Recent data released on how and where Americans eat reflects a shifting landscape that leans towards casual convenience. Since the onset of the pandemic, consumers are sticking to their takeout and delivery trends, according to a survey by U.S. Foods.
The study asked 1,000 consumers about their dining preferences, ordering habits, favorite restaurant types and more. Those surveyed report dining out three times per month and ordering delivery more than four times per month—with 57 percent saying they prefer takeout or delivery, while 43 percent prefer eating at a restaurant.
The great debate: order in or dine out?
What motivates people to order in rather than eat out? Seventy-six percent report it’s enjoyable to eat at home, 75 percent say it’s the convenience factor, 50 percent like to watch TV, 49 percent prefer not having to cook and 32 percent choose takeout or delivery so that they can wear comfortable clothes and avoid getting ready.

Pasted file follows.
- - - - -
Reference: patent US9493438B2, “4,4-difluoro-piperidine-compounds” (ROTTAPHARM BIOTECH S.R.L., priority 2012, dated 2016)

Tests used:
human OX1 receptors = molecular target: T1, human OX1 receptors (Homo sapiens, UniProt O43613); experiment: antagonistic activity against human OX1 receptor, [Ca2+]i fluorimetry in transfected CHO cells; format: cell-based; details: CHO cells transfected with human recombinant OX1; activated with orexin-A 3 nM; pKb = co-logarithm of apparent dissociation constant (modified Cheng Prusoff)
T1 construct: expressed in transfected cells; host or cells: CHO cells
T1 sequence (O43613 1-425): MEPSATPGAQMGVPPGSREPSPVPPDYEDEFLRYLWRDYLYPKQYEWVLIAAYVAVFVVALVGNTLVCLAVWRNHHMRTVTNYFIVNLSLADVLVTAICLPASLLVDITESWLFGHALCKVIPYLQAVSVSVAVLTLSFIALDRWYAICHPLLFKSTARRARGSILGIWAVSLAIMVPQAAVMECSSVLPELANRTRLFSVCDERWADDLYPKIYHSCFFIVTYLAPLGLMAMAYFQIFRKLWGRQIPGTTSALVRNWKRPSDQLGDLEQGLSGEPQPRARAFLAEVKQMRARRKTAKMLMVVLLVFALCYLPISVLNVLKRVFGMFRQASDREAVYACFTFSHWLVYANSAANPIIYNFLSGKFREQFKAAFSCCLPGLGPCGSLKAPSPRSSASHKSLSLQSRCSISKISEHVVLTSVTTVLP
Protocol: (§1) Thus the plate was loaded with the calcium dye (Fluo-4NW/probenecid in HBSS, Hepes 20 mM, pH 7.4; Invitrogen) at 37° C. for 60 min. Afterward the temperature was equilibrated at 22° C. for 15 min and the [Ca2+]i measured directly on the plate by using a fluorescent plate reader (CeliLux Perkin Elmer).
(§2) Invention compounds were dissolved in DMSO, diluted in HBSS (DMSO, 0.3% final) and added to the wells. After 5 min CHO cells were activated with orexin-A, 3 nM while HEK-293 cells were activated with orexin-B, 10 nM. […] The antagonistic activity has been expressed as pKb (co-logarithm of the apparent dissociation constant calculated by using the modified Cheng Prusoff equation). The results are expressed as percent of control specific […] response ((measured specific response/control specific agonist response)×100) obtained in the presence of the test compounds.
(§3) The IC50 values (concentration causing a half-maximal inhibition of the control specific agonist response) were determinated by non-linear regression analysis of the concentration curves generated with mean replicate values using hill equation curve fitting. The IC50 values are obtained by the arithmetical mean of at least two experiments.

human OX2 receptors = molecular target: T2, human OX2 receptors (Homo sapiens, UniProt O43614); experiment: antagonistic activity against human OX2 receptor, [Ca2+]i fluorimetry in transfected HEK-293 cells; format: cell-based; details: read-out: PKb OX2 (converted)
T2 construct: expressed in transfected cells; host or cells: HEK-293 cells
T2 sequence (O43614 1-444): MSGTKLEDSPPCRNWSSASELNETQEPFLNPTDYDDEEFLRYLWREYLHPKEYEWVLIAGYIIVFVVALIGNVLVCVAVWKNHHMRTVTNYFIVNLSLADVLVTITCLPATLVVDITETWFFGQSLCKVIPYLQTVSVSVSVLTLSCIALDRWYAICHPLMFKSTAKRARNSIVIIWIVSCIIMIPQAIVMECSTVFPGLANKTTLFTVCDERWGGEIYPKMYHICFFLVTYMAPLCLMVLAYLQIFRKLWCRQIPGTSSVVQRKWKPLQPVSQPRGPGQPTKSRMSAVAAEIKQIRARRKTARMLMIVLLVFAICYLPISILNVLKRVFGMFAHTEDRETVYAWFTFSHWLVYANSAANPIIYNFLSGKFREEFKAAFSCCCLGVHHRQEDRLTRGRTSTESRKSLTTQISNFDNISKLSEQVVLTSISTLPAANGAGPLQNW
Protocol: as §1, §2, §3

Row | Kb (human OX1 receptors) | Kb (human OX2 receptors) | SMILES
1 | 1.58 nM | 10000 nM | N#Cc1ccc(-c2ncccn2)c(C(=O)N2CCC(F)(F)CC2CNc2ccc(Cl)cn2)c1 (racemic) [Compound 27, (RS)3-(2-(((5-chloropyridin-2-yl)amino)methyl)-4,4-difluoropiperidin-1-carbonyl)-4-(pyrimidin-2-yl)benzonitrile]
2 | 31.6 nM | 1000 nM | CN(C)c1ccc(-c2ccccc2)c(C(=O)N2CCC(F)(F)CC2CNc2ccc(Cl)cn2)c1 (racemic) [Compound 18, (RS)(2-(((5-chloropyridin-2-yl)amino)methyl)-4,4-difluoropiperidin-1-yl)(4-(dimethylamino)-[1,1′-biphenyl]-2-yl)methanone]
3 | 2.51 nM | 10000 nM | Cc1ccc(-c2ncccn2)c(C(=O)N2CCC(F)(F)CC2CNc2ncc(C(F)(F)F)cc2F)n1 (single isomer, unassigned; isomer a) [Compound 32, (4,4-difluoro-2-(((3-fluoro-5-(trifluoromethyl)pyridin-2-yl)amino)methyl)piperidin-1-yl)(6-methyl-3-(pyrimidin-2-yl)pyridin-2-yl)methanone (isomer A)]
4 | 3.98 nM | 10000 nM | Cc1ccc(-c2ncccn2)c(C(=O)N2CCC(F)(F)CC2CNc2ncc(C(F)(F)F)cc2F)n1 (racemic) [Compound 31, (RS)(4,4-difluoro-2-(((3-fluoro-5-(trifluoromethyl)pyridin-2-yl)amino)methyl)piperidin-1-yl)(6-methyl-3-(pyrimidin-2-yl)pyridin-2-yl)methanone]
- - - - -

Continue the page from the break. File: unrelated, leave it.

When it comes to delivered food, it’s a given that it can sometimes arrive not in the same quality and temperature as it would at a restaurant and is more likely to take longer to receive. But the majority surveyed pushed those factors aside, with 54 percent saying they are willing to wait over 30 minutes for off-premises orders.
The survey found that wait times and food quality (temperature, presentation) are among main indicators for choosing to dine out. The top reason, however, is atmosphere and socialization—with 63 percent reporting experience as the main driver for heading to the restaurant.
Casual dining experiences are listed as the most popular model, followed by fast food, fast casual, contemporary casual and bars and grills.
For optimizing the experience, those surveyed want their paper menus back with more than two in four Americans stating they prefer physical menus to a QR code menu format. However, 31 percent of Gen Z respondents prefer QR codes to physical menus.
Universally, the cost of meals is a major contributing factor to how often and where Americans go out to eat.
Depending on where consumers dine, eating at restaurants, especially fast-casual versus fine dining, can often end up cheaper than delivery due to fees. The average person reports spending at least $20 per person when eating out whereas delivered meals can often cost higher due to fees.
Again, this reaffirms that convenience remains a top priority among consumers as many are willing to pay more or sacrifice quality to enjoy food in the comfort of their own home.